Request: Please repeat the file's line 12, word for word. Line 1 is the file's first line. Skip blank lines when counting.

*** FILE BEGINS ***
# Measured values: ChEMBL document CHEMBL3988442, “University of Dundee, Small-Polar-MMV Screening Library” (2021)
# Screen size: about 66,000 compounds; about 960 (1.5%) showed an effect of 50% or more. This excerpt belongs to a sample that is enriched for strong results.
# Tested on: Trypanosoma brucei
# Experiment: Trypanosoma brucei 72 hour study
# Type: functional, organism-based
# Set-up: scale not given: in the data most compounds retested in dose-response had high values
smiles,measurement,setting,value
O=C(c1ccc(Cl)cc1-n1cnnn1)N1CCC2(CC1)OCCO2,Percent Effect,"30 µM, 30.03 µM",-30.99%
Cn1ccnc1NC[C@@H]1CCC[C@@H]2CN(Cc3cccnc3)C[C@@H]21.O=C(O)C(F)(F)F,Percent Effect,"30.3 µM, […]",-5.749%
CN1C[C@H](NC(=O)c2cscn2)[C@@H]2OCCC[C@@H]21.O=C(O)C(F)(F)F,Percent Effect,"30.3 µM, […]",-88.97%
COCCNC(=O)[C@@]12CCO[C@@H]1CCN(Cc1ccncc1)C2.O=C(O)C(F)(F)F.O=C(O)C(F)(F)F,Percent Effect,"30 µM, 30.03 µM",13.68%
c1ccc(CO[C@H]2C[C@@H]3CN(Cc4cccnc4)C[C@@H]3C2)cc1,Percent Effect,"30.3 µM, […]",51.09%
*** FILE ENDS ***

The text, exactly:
c1ccc(CO[C@H]2C[C@@H]3CN(Cc4cccnc4)C[C@@H]3C2)cc1,Percent Effect,"30.3 µM, […]",51.09%